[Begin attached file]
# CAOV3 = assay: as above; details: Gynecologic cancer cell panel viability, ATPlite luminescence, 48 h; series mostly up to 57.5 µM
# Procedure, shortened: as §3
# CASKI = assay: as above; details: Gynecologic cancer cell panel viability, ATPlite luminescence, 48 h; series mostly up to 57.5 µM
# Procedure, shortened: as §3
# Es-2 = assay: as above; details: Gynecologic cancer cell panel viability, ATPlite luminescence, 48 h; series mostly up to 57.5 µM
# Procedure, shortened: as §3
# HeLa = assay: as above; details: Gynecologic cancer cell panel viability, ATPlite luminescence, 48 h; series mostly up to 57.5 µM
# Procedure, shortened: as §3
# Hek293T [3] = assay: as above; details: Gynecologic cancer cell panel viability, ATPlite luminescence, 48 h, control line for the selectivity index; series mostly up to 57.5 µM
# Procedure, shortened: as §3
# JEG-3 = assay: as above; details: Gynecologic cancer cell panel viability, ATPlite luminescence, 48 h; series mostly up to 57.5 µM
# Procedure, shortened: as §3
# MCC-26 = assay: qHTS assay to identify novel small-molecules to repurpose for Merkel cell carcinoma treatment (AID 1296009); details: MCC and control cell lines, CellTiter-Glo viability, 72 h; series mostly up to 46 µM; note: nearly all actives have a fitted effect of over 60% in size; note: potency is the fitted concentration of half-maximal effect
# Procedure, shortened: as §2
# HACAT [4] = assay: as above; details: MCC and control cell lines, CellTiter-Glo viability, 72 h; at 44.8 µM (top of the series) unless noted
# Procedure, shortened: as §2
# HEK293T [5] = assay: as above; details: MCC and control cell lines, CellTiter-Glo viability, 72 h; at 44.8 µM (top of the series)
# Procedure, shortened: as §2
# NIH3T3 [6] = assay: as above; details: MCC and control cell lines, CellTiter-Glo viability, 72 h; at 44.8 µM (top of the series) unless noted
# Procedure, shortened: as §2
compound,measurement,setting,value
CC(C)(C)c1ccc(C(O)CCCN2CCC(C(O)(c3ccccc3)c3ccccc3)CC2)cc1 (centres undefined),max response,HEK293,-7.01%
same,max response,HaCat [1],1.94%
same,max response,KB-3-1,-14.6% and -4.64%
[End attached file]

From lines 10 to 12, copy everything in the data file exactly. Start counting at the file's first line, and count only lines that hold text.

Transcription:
# Procedure, shortened: as §3
# JEG-3 = assay: as above; details: Gynecologic cancer cell panel viability, ATPlite luminescence, 48 h; series mostly up to 57.5 µM
# Procedure, shortened: as §3